M1 homeopathic complex trigger effective responses againstLeishmania (L) amazonensis in vivoandin vitro

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Abstract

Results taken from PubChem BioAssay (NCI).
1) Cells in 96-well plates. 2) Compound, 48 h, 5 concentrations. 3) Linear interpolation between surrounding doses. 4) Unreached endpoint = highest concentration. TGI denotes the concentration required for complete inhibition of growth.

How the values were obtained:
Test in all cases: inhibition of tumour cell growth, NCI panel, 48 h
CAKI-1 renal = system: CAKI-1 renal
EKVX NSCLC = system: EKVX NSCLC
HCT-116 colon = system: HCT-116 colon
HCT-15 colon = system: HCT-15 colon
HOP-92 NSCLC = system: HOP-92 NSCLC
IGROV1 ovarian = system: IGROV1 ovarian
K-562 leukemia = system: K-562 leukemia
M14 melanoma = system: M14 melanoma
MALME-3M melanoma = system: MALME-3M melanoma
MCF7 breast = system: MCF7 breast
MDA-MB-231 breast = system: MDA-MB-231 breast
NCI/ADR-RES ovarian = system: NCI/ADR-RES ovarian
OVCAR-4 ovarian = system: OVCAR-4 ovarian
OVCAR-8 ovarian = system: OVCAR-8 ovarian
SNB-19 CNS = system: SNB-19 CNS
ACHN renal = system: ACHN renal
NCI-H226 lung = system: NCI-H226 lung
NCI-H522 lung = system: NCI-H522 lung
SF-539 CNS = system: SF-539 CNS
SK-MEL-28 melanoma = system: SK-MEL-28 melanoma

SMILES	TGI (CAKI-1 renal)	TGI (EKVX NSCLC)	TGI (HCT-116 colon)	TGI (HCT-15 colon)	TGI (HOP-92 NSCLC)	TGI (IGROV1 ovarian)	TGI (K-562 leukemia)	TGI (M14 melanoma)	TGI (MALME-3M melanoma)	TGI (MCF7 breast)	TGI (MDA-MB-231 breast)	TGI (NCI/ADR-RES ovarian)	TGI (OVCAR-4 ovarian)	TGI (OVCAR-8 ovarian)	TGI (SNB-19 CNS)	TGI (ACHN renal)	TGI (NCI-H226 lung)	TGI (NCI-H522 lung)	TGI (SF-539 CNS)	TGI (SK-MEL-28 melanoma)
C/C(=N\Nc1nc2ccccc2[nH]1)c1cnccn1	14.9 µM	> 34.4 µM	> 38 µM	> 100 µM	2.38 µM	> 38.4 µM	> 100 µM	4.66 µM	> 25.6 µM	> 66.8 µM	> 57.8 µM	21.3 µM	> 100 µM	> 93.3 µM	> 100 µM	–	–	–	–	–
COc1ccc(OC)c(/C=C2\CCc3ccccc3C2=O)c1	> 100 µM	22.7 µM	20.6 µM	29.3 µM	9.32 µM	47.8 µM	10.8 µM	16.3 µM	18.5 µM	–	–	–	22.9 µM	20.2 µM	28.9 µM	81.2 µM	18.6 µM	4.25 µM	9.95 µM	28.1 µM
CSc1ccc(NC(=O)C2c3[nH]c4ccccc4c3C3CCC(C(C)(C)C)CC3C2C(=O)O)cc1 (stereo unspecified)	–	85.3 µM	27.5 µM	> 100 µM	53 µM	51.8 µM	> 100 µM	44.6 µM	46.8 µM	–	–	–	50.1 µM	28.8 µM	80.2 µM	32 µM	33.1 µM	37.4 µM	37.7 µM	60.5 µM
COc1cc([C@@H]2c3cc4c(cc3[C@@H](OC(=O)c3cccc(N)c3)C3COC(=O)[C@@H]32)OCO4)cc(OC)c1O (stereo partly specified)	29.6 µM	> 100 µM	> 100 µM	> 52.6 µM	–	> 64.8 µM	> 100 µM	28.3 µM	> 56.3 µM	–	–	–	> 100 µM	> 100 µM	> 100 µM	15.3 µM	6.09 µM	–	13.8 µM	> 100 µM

Leishmaniasis is a term referring to a range of clinical conditions caused by protozoan parasites of the genus Leishmania, Trypanosomatidae family, Kinetoplastida order that is transmitted by the bite of certain species of mosquitoes Phlebotominae subfamily. These parasites infect hosts wild and domestic mammals, considered as natural reservoirs and can also infect humans. Leishmania are obligate intramacrophage protozoa that have exclusively intracellular life style. This suggests that the amastigotes possess mechanisms to avoid killing by host cells. Cutaneous leishmaniasis, the most common form of the disease, causes ulcers on exposed parts of the body, leading to disfigurement, permanent scars, and stigma and in some cases disability. Many studies concluded that the cytokines profile and immune system of host have fundamental role in humans and animals natural self-healing. Conventional treatments are far from ideals and the search for new therapeutic alternatives is considered a strategic priority line of research by the World Health Organization. A promising approach in the field of basic research in homeopathy is the treatment of experimental infections with homeopathic drugs prepared from natural substances associations highly diluted, which comprise a combination of several different compounds considered as useful for a symptom or disease. Therefore, this study aimed to evaluate the effect of M1, a complex homeopathic product, in macrophage-Leishmania interaction in vitro and in vivo. It was used RAW cells lineage and BALB/c mice as a host for the promastigotes of L. amazonensis (WHOM/BR/75/Josefa). Several biochemical and morphological parameters were determined. Together, the harmonic results obtained in this study indicate that, in general, the highly diluted products trigger rapid and effective responses by living organisms, cells and mice, against Leishmania, by altering cytokines profile, by NO increasing (p < 0.05), by decreasing parasitic load (p < 0.001), and modifying classical maturation and biogenesis of parasitophorous vacuoles (p < 0.001). M1 complex decreased endocytic index (p < 0.001), and the % of infected macrophages (p < 0.05), preventing the development of lesions (p < 0.05) caused by L. amazonensis by increasing Th1 response (p < 0.05). Therefore the M1complex can be a good candidate for a complementary therapy to conventional treatments, since all the parameters observed in vitro and in vivo improved. It could be an interesting clinical tool in association to a classical anti-parasitic treatment, maybe resulting in better quality of life to the patients, with less toxicity.

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